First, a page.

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Showing posts from December, 2013

A Christmas Gift

Merry (belated) Christmas!

I hope that you were and are able to spend time with family and friends this week.  As a Christian, I marvel at Christmas.  The thought of an all-powerful God even deigning to acknowledge lower life-forms is staggering, much less the incredible mercy he showed when he, who owed us nothing, made a willing sacrifice.  When I give gifts at Christmas, I am always pleased to give freely, but I could never come close to the grace that was shown to us when Jesus was born in this world.

Today I have a Christmas gift for you.  Since Christmas is a celebration of birth and hope, I have a passage from this year's NaNo about a birth.  It is rough and largely unedited, I just tweaked a few things.  Hope you enjoy!

The light was soft.  It filtered through the narrow gap in the roof of the cave-like enclosure that housed their village, warm and gentle.  The First Elder smiled and nodded at Delo's parents.  Together, the three of them approached the Lifebed. Delo watc…

A Meaningful Death

Early yesterday morning, Burleson County lost Sergeant Investigator Adam Sowders while he was serving a warrant.

I was one of the first responders on the scene.  I did not know him personally, and this is not the first death that I have encountered in my line of work.  But as a first responder - EMS, fire, or law enforcement - you take the death of one of your own personally.  I hope that you all can pray for his family and friends, be thinking of them, and, if you are in the area, offer to help in any way that you can.  Especially this close to Christmas.

The experience makes me think about something I have heard regarding authorship:  "Make your deaths meaningful."  In other words, when you as an author decide to kill a character, the death needs to mean something greater to your story.  You shouldn't just end a character arc because you ran out of things for them to do.

In my brief time as an EMT, I can say with confidence that death is rarely meaningful, and it is n…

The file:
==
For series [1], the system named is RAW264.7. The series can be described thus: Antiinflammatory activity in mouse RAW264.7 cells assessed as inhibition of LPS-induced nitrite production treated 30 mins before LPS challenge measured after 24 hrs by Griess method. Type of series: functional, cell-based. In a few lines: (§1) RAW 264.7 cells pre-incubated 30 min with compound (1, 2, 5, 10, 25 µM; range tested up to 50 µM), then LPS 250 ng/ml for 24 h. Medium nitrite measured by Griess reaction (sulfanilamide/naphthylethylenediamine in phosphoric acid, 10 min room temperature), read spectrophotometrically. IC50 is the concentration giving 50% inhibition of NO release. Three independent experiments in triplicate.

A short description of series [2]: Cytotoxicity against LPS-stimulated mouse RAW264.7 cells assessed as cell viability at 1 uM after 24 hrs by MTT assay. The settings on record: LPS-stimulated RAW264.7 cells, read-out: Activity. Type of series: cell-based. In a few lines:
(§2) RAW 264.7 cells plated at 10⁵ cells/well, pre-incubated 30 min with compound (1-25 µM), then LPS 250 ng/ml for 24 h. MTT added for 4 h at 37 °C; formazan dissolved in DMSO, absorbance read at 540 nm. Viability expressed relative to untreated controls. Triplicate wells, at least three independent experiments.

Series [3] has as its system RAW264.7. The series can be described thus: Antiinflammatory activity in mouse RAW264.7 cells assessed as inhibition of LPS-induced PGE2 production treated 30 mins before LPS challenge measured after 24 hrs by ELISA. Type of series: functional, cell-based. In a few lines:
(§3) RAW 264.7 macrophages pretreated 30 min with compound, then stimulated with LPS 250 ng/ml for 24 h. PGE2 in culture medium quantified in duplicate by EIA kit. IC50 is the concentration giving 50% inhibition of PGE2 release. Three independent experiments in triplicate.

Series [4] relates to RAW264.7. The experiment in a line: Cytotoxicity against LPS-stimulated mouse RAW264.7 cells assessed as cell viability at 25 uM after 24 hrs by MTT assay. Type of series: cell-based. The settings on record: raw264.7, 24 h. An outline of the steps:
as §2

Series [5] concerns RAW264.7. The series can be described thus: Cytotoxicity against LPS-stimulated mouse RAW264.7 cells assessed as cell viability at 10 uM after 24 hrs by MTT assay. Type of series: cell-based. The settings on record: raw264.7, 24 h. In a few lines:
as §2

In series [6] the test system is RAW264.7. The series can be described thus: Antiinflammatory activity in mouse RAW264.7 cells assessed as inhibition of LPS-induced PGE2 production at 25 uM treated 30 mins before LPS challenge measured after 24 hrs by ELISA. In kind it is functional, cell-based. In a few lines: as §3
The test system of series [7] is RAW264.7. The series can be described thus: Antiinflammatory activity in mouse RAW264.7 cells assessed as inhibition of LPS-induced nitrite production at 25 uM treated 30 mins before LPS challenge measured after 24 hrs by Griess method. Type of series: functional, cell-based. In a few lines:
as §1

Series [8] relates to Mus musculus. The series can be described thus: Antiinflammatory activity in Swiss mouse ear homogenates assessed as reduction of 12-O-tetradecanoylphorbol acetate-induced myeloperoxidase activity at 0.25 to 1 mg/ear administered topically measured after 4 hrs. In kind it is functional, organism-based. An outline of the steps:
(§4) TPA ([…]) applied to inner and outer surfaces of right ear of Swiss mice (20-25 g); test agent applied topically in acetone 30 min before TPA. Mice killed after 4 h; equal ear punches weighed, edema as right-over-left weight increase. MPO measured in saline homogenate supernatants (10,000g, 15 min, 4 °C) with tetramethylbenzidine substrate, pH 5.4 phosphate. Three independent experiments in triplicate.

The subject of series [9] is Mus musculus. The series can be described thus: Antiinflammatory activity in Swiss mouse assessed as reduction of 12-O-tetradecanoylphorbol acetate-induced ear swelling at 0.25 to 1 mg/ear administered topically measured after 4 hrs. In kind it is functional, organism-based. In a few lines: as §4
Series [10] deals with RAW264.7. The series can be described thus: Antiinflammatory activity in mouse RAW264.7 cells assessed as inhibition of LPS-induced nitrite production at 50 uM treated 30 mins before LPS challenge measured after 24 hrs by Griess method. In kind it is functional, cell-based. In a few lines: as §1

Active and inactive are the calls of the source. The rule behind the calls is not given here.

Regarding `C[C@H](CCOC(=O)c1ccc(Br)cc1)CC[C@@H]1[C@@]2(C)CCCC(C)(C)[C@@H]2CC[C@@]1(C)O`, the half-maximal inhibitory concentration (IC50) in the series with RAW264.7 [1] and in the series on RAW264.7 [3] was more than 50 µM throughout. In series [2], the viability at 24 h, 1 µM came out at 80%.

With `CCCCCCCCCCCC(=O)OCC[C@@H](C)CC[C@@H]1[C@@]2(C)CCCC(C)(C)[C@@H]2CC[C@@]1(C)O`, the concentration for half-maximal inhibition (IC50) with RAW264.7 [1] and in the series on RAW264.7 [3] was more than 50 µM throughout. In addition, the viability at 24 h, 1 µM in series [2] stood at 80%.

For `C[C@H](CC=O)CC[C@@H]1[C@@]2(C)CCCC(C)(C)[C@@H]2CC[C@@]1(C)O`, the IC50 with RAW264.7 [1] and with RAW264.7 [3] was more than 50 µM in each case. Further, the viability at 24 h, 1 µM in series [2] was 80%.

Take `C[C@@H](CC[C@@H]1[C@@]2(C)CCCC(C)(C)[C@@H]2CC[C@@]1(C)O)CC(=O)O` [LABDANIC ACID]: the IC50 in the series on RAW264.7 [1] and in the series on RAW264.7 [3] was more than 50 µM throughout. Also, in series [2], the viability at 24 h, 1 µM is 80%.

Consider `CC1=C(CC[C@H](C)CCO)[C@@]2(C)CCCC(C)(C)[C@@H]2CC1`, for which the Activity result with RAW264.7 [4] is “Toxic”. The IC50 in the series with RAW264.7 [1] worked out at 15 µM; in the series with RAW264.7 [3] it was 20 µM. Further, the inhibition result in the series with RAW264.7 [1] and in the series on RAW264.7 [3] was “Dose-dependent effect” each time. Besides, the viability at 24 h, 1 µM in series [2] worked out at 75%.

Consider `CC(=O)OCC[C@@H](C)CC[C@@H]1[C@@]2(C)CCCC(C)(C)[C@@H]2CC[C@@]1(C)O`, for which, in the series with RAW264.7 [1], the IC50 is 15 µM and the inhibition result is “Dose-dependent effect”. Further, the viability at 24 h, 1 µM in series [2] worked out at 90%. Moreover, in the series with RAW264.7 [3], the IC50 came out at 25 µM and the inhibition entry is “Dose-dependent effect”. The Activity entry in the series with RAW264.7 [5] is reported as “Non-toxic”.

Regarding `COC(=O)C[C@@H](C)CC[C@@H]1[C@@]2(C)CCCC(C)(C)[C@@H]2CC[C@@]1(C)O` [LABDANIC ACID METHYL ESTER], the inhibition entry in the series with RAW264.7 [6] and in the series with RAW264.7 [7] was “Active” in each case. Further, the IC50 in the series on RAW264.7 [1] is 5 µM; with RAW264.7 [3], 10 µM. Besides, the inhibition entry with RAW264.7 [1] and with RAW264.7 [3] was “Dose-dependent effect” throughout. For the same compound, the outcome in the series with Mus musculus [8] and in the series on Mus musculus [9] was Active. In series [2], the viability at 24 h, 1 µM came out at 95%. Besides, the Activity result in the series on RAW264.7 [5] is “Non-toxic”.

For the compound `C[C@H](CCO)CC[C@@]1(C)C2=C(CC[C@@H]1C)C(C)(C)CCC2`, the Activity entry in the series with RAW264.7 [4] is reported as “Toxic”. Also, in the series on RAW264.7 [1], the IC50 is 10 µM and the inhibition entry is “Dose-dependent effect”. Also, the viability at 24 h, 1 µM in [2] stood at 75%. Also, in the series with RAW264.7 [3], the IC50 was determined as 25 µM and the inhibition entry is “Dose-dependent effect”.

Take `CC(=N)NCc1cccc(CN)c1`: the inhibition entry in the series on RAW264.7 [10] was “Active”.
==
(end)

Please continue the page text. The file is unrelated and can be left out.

Reading to Give Feedback


This week I have been reading some of my friends' writing.  I've done this in the past some, and I have tried to give the same kind of feedback that I would be looking for on my story.  If you are a writer, you have been or will be asked to give feedback on another person's work.  This would be as an alpha/beta reader type of position.  It's important to give feedback that is clear and constructive, because that's the kind we want for ourselves.  Be advised, I am describing feedback done on the entirety of a piece, not a small sample, although I would probably still do that the same way.

Here is a screenshot of some of my comments on a piece done by one of my friends (Thank you, Andrew.)

My first recommendation is to use a running commentary throughout the story.  Read in a word processor that allows you to make notes that you can send to the author, anchored to the piece of the story you are talking about.  The above is in Google Drive where you can store f…

NaNo Hangover Remedies

I really didn't want to do a post-NaNo post.  I really wanted to go on to talk about other things besides the fever-dream that is NaNoWriMo since it has already taken up an entire month.  But that is the story that needs me to tell it this week, so here it is.

November is still a bit hazy to me.  The pounding headache has left but the vertigo is sticking around for a while, it seems.  I feel all the time I was using writing.  It feels like a vacuum in my life has been shut off and now there is air again.  My body wakes up at 5am.  Consistently since Dec. 1st.  For absolutely no reason.  The NaNo site cleverly used a title similar to the one above in their email they sent out Monday.  I refuse to change mine out of principle, since I wrote most of this Sunday night, and I had it first. :D

If you did not participate in NaNo, but you know and/or love someone who did, you should be pleased to see work responsibilities, household chores, and personal hygiene rise back up to their forme…